The University of Plymouth has become home to the first 5G interactive microscope labs in Europe.
The facility will transform the learning experience of students on a number of its science courses, including earth sciences, geography, environmental sciences and marine biology.
The microscopes will enable students to look at a range of geological and biological samples – such as rock samples, pollen grains, microfossils and marine species – in greater detail than they would ever have been able to previously.
It will also enable students to use the latest microscope technology to explore the fundamentals of the planet’s structures and lifeforms, and how they have changed in line with adaptations in the climate.
Comprising 150 microscopes, the labs have been used by new students arriving at – and returning to – the University this September.
The labs have been created through a partnership between the University and two global technology companies, Nikon and Ostec Instruments.
They also reflect recent changes to courses within the University’s School of Geography, Earth and Environmental Sciences and School of Biological and Marine Sciences that have made their content even more closely aligned with the United Nations Sustainable Development Goals.
Professor Kevin Jones, Executive Dean of Science and Engineering at the University of Plymouth, said: “These new labs will transform our teaching and revolutionise the learning experience for our students. They will get to explore a wider range of specimens in greater detail than ever before, learning the fundamentals of life on earth and how climate change is shifting the physical properties of our planet. By getting the opportunity to use cutting edge technology, our students will also gain first-hand experience of using systems that will either match – or in many cases exceed – those they will work with once they graduate.”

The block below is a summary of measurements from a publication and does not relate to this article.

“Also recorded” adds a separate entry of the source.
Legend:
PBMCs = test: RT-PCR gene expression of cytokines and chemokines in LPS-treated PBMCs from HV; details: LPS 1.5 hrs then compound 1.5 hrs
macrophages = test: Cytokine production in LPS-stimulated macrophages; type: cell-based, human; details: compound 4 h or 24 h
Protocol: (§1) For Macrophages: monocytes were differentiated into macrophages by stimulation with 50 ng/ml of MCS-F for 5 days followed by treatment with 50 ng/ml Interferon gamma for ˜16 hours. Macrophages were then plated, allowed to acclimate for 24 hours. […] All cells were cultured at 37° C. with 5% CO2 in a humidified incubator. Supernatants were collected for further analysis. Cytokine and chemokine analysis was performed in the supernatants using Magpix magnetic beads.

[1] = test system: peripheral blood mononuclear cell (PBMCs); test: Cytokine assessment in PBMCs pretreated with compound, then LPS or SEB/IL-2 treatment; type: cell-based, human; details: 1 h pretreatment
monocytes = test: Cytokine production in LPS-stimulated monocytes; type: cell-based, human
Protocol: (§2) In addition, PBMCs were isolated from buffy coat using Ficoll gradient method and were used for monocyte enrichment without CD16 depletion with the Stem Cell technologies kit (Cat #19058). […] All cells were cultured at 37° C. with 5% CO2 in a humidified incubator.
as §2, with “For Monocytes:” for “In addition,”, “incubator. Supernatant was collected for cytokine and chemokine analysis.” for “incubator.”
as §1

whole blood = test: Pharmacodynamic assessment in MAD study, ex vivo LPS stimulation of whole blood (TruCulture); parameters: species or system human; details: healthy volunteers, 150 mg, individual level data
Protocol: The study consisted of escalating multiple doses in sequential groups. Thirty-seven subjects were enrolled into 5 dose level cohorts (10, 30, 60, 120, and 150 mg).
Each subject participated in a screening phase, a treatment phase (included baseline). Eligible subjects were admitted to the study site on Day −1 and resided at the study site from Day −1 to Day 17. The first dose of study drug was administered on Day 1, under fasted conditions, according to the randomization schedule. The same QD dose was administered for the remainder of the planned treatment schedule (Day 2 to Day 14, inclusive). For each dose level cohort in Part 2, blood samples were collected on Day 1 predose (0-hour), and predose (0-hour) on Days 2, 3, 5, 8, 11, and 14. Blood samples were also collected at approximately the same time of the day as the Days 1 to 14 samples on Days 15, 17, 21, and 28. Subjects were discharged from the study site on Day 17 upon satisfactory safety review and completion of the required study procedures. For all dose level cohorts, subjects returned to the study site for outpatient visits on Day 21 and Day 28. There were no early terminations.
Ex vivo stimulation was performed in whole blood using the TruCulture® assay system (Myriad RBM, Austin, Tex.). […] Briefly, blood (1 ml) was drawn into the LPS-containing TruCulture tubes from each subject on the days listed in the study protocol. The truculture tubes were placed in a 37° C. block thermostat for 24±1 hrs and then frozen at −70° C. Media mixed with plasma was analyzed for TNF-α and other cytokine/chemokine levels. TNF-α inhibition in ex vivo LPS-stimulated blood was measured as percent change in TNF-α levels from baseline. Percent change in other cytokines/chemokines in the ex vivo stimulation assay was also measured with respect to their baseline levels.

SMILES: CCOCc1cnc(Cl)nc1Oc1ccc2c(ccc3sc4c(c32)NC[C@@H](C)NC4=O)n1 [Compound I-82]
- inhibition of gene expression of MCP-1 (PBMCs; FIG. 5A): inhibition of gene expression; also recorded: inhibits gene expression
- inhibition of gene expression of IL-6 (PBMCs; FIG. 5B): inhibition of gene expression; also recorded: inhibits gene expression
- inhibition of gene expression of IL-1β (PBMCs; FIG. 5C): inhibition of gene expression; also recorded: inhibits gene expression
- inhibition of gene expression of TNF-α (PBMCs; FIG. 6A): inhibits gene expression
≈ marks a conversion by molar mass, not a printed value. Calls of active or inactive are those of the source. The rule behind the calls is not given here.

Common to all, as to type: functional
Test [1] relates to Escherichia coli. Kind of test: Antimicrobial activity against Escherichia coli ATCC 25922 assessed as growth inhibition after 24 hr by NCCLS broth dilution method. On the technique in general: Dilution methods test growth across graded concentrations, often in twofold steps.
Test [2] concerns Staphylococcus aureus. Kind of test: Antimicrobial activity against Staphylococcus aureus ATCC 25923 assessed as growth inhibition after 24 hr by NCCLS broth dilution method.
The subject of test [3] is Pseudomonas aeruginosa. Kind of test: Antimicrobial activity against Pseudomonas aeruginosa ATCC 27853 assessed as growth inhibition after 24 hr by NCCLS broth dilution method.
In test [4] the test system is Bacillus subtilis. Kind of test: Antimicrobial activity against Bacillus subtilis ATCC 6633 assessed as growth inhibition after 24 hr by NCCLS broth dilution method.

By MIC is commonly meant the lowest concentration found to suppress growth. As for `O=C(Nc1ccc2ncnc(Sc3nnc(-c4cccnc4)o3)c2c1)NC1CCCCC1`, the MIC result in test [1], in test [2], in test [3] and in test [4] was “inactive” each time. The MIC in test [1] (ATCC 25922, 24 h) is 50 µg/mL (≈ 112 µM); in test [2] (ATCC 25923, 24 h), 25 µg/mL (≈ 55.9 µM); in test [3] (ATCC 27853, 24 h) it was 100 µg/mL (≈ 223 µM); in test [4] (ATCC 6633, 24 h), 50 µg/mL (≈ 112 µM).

Across two spaces in the University’s Davy Building, students will now have access to 60 polarising microscopes and 20 biological microscopes, as well as 60 low-power microscopes used to analyse larger specimens.
In addition to the microscopes themselves, each stand will have a digital screen that can be linked to others across the room so the same content can be shared across all screens.
The lecturer will have their own camera set up linked to screens on each of the microscope stands, and the screens will also display QR codes, so that students can bring up details of what they have been looking at on their mobile devices.
The combination of microscope and screen displays, as well as desks of adjustable height, will also make the set-up more accessible to students with sight or mobility difficulties.
John Moore, European Sales Director for Microscopy at Nikon, said: “Nikon Metrology pride themselves on creating smart solutions which offer universities the ability to enhance the student learning experience with quality Nikon Optics and knowhow. We are very pleased to see leading-edge Nikon microscopes being part of the first 5G interactive microscopy laboratories.”
For more information about this news release, contact University of Plymouth Media & Communications Officer Alan Williams on 01752 588004 or email [email protected].
On behalf of:
Nikon Metrology Europe EV
Interleuvenlaan 86, B-3001 Leuven, Belgium.
Contact: Alice Liu, Marketing Manager, Microscopy Business Unit Europe
Email: [email protected]
About the University of Plymouth
The University of Plymouth is renowned worldwide for its high-quality research, teaching and innovation. With a mission to Advance Knowledge and Transform Lives, the University drives the global debate in disciplines from marine and maritime to medicine, law, computing and climate action.
With a city centre campus and further state-of-the-art facilities spread across Plymouth and beyond, plus Devon and Cornwall’s stunning coast and countryside on the doorstep, the University provides a unique blend of urban and outdoor lifestyle opportunities for everyone who studies and works here. A three-time winner of the Queen’s Anniversary Prize for Higher and Further Education – most recently in respect of its pioneering research on microplastics pollution in the ocean – Plymouth consistently ranks among the world’s leading universities for its innovation, research and teaching in relation to the United Nations’ Sustainable Development Goals.
Plymouth’s teaching and learning excellence is reflected in one of the highest numbers of National Teaching Fellows of any UK university. With over 18,000 undergraduate and postgraduate students, plus a further 7,000 studying at partner institutions in the UK and around the world, and over 140,000 alumni pursuing their chosen careers internationally, the University of Plymouth has a growing global presence.